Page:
Postal Seizures

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Did you know that the United States Postal Inspection Service (USPIS) can seize packages in much the same manner as United States Customs and Border Patrol (USCBP)?  Just as USCBP can seize any illicit property at an airport or border crossing, USPIS can seize illicit property that goes through the U.S. Mail.

The United States Postal Inspection Service is an old but little known branch of United States law enforcement. Just like any other law enforcement agency, USPIS can serve and execute warrants, make arrests, and more. With a warrant, USPIS can open and inspect first class mail.Time is usually of the essence with postal investigations, so warrants are often obtained and issued quickly. To get a warrant, the officer need only convince a judge or magistrate that there is probable cause the letter or package is involved with a crime. In general, probable cause roughly amounts to reasonable likelihood – for example, a simple alert by a drug dog often satisfies this requirement. Such an alert would thus give USPIS authority to search that package, resulting in at least a delay in mailing if not an outright seizure or arrest. Moreover, USPIS can inspect other classes of mail without a warrant, since they are not considered private correspondence. USPIS inspects mail to search for mail fraud, weapons, weapons, harmful or terrorism-related materials, and narcotics.

If USPIS finds that a package or letter has been mailed in violation of a certain federal law—like anti-terrorism statutes, fraud laws, or narcotics regulations—the suspect piece of mail will be seized. In 2012 alone, USPIS seized assets valued at $54.6 million dollars. Such seizure is authorized by federal law and occurs via the same lengthyand complicated process as that which governs seizures by USCBP.

So why does this all matter to an average, law-abiding citizen?  The United States Postal Servicereceives massive volumes of mail daily, and monitoring that much material presents an often daunting task. One way of taking on this massive monitoring project is through generalized, or dragnet tactics, such as employing drug dogs. While this tactic is effective in this context, it can also be over-inclusive – for example, almost all U.S. currency contains trace amounts of narcotics. These trace amounts are often enough to alert drug dogs, giving USPIS grounds to seize your cash as drug money. Thus, postal inspections can often cause problems for people trying to mail cash. Mailing cash is entirely legal, and there are no reporting requirements to domestically send money. But if any drug dog picks up scents of narcotics on that money, it may be a long road to getting that money back.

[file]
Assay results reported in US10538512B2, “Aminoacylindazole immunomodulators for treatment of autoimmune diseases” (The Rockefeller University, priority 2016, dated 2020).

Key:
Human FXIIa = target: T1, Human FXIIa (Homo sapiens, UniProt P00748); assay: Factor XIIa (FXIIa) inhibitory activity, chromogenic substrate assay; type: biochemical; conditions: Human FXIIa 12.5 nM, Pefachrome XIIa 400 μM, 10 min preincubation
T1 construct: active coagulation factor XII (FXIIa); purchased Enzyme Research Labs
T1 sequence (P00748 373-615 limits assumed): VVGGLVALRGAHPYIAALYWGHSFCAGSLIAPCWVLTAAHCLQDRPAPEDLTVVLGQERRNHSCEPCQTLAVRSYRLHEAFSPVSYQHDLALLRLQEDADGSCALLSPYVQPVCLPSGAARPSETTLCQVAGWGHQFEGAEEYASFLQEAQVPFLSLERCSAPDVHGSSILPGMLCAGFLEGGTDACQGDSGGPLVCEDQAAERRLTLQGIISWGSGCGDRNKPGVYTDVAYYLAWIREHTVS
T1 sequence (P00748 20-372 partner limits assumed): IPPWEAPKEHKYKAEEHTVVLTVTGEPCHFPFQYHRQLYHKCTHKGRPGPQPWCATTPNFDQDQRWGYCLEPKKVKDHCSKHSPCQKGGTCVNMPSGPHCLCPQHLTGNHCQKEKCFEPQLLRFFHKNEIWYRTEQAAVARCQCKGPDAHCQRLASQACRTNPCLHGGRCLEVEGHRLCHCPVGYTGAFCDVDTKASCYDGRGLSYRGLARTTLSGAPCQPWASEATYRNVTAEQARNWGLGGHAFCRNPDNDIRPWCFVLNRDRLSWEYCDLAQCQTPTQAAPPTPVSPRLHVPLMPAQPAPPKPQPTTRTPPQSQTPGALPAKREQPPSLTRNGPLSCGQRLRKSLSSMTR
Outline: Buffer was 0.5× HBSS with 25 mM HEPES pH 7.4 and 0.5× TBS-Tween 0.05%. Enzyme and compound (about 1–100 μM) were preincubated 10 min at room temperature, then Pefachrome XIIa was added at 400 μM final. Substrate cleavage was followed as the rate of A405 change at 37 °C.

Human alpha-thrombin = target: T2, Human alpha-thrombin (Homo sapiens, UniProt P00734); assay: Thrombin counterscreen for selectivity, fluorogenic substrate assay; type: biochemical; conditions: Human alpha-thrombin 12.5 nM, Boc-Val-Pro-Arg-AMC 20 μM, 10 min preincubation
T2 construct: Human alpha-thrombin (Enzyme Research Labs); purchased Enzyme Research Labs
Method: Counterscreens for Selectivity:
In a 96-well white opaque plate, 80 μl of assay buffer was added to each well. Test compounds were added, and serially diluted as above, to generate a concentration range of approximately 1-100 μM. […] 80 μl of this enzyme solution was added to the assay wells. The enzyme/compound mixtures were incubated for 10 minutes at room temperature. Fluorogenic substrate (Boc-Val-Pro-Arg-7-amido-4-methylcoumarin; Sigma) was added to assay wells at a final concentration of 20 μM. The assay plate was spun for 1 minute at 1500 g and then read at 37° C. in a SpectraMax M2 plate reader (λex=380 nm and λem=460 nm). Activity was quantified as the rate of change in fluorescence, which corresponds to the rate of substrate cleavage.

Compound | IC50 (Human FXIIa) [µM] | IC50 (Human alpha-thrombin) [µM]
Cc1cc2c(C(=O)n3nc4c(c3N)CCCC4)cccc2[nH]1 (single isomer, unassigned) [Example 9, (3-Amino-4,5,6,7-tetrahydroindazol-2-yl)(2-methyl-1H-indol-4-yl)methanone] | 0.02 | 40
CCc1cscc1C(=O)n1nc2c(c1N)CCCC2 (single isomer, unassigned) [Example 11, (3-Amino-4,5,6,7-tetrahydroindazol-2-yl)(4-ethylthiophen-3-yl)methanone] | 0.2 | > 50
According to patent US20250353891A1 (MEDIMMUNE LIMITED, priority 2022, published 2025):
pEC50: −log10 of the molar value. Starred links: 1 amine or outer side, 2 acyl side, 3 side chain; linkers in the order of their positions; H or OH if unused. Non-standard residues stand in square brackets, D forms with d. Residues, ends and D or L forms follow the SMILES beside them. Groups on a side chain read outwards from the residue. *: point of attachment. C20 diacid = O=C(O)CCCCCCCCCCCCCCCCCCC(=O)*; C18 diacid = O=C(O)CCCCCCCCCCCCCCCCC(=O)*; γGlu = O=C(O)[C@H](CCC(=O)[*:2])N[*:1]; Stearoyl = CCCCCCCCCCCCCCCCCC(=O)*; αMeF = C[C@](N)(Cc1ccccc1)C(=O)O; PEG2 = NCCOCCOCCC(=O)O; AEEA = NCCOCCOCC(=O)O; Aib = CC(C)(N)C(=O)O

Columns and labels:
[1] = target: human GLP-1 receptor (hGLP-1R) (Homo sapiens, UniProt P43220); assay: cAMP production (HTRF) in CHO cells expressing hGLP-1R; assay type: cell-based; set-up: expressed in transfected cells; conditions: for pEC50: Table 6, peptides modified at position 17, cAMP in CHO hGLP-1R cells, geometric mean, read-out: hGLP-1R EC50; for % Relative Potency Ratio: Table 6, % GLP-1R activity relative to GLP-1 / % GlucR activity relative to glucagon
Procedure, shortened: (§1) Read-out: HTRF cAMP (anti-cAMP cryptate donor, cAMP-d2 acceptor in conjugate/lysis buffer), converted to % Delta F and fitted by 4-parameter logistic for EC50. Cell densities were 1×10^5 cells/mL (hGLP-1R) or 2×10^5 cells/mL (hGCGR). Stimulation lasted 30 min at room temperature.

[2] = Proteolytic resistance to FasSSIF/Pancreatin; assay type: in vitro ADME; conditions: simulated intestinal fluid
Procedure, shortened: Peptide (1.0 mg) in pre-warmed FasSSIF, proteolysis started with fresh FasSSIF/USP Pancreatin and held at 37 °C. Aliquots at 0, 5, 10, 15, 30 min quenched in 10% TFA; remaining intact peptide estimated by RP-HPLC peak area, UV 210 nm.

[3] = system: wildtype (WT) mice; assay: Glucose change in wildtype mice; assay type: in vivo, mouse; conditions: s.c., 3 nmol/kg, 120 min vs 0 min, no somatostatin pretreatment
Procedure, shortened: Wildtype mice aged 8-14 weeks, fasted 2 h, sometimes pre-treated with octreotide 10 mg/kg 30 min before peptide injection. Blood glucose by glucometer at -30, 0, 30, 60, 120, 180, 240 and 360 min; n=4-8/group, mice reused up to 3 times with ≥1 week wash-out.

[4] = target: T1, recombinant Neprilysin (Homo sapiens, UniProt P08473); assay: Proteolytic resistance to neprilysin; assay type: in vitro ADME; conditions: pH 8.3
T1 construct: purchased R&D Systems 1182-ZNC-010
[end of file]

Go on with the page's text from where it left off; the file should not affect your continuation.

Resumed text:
According to the Criminal Justice Policy Foundation, most mail that is seized by USPIS for an alleged narcotics law violation is sent from places like Southern California, Puerto Rico, and towns on the U.S./Mexico border. This mail is most often sent to places like Richmond, Detroit, Atlanta, Boston, Chicago, and New York.If you’re sending or receiving mail in any one of these areas, it is likely to be more heavily monitored by USPIS, and you may be at a higher risk for such a seizure. Moreover, local governments and their respective branches of law enforcement often band together and launch higher intensity initiatives to catch individuals involved in drug crimes.

The narcotics scenario is just one common example of how legitimate mail can be seized from an innocent owner. Remember, USPIS can seize any mail that appears to be part of a crime scheme—USPIS monitors not only by scent but also by appearance, weight, and anything else that might make a package look suspicious. If your mail has been seized, there are steps you can take to recover your money. Just as with USCBP seizures, individuals can file a petition to remit the seized goods. To obtain the return of your seized property, you will need to able to prove that the property was legitimately sourced, used, and funded, and that you did not act with intent to violate the law.

The petition process to recover USPIS seized property is complicated and extremely time-sensitive.Petitions must be filed within 30 days of the forfeiture notice. This area of law is nuanced and complex—if this has happened to you, you need someone who knows the ins and outs of this process and who can act quickly and diligently to get your seized property back. At Garmo & Kiste, PLC, our attorneys routinely recover thousands of dollars for clients whose money or other goods have been seized by the USPIS and by USCBP. Remember, time is of the essence, so call us now for a free consultation!  We are available 24/7 toll-free at (877) 406-6906,or you can contact us with a private message.

For more information on USPIS, you can visit their website at postalinspectors.uspis.gov.

For more information on USCBP, you can visit their website at http://www.cbp.gov/.

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